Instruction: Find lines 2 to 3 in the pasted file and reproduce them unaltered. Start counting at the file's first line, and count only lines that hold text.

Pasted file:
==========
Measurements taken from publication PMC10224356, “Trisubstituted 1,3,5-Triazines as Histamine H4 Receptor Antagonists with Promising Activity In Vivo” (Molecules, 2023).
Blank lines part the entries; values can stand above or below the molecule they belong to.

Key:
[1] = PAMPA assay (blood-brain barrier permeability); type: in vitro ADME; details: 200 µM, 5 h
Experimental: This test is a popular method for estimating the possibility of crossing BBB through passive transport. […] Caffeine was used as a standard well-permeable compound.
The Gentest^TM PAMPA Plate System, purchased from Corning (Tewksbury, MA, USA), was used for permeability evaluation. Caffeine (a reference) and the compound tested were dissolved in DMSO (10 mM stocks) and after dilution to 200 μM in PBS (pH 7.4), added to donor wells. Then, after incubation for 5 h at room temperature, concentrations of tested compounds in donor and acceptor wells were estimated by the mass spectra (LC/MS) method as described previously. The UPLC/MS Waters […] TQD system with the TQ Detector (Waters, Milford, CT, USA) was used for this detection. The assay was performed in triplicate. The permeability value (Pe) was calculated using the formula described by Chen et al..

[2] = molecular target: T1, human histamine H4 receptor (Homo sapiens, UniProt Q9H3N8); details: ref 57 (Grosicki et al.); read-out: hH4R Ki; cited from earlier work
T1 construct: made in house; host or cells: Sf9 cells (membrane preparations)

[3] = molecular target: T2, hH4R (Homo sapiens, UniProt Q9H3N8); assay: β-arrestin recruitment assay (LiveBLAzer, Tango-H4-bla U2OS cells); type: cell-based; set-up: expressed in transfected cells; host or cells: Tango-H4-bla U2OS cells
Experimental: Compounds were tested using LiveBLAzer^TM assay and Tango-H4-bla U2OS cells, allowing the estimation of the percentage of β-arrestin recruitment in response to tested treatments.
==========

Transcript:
Blank lines part the entries; values can stand above or below the molecule they belong to.

Key: